SAN SALVADOR – Actress Jorgelina Cerritos, who is also one of El Salvador’s most notable playwrights, said on Wednesday that slain Monsignor Oscar Arnulfo Romero represents the country’s “voice of conscience and memory.”
“(The) monsignor represents a utopia, the possibility of being a different country and society. If it were not so, the world wouldn’t be acknowledging him,” she said, referring to his upcoming canonization.
Cerritos, a member of the Los del Quinto Piso theater troupe, said that this image of Romero as a “utopia” is the main theme of her trilogy “Essays About Memory,” the last part of which will be performed Thursday at the capital’s National Theater.
The recipient of the 2010 Casa de las Americas award for her career in theater, Cerritos said that the figure of the archbishop – who was murdered by a right-wing death squad sniper while celebrating Mass on March 24, 1980 – is something that “strongly” permeates the country’s history.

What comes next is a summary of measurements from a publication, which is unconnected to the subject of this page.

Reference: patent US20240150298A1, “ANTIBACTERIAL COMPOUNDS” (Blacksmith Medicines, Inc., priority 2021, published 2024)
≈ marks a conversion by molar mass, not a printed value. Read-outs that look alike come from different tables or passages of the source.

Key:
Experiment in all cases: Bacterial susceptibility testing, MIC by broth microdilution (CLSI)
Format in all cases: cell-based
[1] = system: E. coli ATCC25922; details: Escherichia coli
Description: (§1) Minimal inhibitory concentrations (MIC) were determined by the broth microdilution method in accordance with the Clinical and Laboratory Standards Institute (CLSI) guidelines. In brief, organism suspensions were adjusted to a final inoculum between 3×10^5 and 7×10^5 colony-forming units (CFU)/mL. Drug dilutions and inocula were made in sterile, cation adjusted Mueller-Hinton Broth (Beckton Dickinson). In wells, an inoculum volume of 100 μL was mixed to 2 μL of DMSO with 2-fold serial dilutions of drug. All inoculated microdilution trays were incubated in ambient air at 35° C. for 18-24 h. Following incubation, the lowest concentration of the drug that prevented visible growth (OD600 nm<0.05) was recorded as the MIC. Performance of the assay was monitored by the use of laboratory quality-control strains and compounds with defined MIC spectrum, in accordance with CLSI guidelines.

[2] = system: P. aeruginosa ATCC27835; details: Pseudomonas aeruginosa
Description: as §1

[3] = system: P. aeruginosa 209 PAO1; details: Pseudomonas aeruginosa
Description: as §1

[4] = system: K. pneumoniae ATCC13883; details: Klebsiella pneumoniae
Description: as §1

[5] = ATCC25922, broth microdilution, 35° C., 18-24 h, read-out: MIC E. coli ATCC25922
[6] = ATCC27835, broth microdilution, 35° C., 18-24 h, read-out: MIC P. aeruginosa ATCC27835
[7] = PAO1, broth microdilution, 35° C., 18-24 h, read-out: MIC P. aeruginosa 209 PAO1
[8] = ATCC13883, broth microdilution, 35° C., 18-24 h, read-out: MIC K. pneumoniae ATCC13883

She also said that her work – particularly the third essay of the trilogy, titled “13703, The Mystery of the Utopias,” a name inspired by the asteroid 13703 Romero named in the archbishop’s honor – is a tribute to the his words.
“Two stories are brought together,” she said, describing, on the one hand, a version of Romero’s childhood and the events leading up to his death, as well as the story of a sister and brother who follow clues found in the “Yellow Book” leading to their sibling – who disappeared during the civil war – on the other.
The “Yellow Book” is a compendium of names, aliases and photographs of people deemed “criminal terrorists” by the Salvadoran Army during the 1970s and 1980s, many of whom were arrested, tortured, disappeared or executed.